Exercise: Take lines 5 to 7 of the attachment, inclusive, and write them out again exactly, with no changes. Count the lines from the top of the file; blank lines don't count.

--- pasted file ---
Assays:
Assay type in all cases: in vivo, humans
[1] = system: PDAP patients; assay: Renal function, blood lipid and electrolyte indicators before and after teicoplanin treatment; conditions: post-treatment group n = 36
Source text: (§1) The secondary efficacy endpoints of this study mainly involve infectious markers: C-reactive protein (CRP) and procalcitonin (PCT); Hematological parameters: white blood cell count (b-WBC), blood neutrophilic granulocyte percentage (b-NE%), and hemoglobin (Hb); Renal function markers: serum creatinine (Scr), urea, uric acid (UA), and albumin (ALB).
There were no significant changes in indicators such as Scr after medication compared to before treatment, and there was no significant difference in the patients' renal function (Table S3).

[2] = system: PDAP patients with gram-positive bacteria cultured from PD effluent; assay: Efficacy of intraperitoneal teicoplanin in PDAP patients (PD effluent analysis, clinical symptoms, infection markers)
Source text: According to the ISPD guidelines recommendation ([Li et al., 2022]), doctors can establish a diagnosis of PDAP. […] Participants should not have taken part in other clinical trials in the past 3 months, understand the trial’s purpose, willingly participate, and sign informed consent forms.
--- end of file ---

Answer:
There were no significant changes in indicators such as Scr after medication compared to before treatment, and there was no significant difference in the patients' renal function (Table S3).

[2] = system: PDAP patients with gram-positive bacteria cultured from PD effluent; assay: Efficacy of intraperitoneal teicoplanin in PDAP patients (PD effluent analysis, clinical symptoms, infection markers)
Source text: According to the ISPD guidelines recommendation ([Li et al., 2022]), doctors can establish a diagnosis of PDAP. […] Participants should not have taken part in other clinical trials in the past 3 months, understand the trial’s purpose, willingly participate, and sign informed consent forms.